Tens of thousands of patients are diagnosed with cancer while they are being tested for another condition, just like King Charles.
Latest figures show more than 27,000 people were being treated for cancer on the NHS after having what’s known as an incidental diagnosis – when the condition is found during testing or treatment for something else.
On Monday, Buckingham Palace announced that King Charles has been diagnosed with a form of cancer and would be stepping back from public duties.
It comes after the monarch, 75, underwent surgery for an enlarged prostate last month, a procedure which saw him spend three nights at a private London clinic.
His diagnosis is not connected with his recent surgery and officials have said he is not being treated for prostate cancer.
Incidental cancer is more commonly found in older patients, who are more routinely tested for other conditions. Analysis shows these people can wait up to 43 weeks for a diagnosis and decision.
Dr Tom Roques, vice president of clinical oncology at the Royal College of Radiologists, said: “An important part of improving cure rates for cancer is early detection.
“National screening programmes are the best way to achieve this but sometimes cancer can be found incidentally when the person has no symptoms but is having tests for another condition.”
He said that less than five per cent of cancers are detected this way, adding: “It’s worth noting that incidental abnormalities are quite common in scans, with around 30 per cent revealing unexpected findings, although many of these do not necessitate any treatment.”
According to expert Dr Rob Findlay, as of November last year, 27,434 people were on an NHS cancer pathway after an incidental diagnosis. This means they were diagnosed through a general GP referral, outpatient appointment or inpatient treatment.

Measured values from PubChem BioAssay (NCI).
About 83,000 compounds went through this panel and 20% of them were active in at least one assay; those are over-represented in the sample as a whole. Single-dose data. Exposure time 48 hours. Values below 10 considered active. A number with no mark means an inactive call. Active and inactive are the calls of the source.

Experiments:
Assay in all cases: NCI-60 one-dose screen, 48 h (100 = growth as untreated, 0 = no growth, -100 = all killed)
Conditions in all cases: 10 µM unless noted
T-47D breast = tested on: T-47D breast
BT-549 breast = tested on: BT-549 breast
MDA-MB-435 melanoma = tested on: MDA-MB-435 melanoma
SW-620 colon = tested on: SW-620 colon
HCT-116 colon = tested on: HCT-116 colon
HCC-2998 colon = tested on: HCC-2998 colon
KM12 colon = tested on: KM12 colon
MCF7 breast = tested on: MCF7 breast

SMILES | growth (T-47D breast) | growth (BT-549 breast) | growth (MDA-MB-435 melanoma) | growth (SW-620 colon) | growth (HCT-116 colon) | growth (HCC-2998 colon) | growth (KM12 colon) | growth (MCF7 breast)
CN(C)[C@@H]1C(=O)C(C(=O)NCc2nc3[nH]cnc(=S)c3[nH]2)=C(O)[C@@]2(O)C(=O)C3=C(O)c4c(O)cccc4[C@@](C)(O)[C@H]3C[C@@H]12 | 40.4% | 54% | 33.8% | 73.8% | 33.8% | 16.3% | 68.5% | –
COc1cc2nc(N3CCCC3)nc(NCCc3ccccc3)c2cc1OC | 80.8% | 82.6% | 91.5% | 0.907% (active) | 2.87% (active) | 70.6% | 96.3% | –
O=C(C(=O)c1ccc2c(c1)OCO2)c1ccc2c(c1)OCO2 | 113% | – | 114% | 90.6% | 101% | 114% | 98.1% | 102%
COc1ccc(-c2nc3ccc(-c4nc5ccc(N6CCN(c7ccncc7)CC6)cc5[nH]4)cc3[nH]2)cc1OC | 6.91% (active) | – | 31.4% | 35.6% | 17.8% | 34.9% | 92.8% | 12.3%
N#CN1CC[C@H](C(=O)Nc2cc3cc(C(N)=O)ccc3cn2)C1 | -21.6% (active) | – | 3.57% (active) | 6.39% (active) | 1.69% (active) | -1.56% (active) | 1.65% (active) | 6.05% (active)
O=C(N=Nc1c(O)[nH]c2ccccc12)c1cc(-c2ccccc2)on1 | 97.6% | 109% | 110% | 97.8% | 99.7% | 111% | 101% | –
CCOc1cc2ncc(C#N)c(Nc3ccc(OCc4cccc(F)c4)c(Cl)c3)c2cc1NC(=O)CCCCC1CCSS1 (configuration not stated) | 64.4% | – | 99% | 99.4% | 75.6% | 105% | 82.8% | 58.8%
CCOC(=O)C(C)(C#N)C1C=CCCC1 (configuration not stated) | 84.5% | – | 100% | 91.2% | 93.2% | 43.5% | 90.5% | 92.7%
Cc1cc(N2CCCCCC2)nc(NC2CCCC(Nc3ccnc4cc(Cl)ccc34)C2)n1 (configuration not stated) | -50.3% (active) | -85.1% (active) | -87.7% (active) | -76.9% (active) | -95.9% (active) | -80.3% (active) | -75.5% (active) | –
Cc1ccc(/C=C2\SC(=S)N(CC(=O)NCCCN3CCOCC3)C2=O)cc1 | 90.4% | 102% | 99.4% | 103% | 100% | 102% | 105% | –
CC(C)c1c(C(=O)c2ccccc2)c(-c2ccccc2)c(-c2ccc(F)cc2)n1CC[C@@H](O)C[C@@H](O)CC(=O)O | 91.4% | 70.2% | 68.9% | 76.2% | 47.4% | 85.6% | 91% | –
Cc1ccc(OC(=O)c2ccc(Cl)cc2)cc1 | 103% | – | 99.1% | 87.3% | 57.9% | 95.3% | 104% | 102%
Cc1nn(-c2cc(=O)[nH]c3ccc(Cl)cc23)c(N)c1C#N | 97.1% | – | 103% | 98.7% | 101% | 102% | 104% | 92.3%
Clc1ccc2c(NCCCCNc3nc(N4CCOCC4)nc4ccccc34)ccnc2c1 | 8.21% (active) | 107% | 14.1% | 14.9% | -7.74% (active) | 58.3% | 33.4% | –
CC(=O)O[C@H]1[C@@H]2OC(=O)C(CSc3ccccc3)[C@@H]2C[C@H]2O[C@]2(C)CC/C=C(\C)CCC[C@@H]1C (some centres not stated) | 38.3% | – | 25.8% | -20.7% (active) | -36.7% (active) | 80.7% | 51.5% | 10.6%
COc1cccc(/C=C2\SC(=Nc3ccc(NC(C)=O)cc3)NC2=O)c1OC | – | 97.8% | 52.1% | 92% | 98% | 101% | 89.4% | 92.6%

Patients can also find out they have cancer incidentally when attending A&E, although research shows it is usually later-stage cancers that are picked up this way. The latest report on cancer services from NHS Digital shows 91 out of 100,000 people in 2022-23 had a diagnosis of cancer through an emergency care route.
NHS chief executive Amanda Pritchard wished the King well and urged people to get a cancer screening where they have signs and symptoms.
Finding out you have cancer can be very daunting - we hope King Charles’ treatment goes well.
As ever, if you have any symptoms or signs of cancer, please do come forward for checks. https://t.co/4aUvjQRyrc
— Amanda Pritchard (@AmandaPritchard) February 5, 2024
Professor Pat Price, founder of the Catch Up With Cancer campaign, said: “In this worrying time, our hearts go out to the King and his family.
“The outpouring of well-wishes from millions of people reflects the collective concern we all share.
“The King’s openness about his battle with cancer is a powerful reminder that one in two of us may face cancer at some point in our lives.”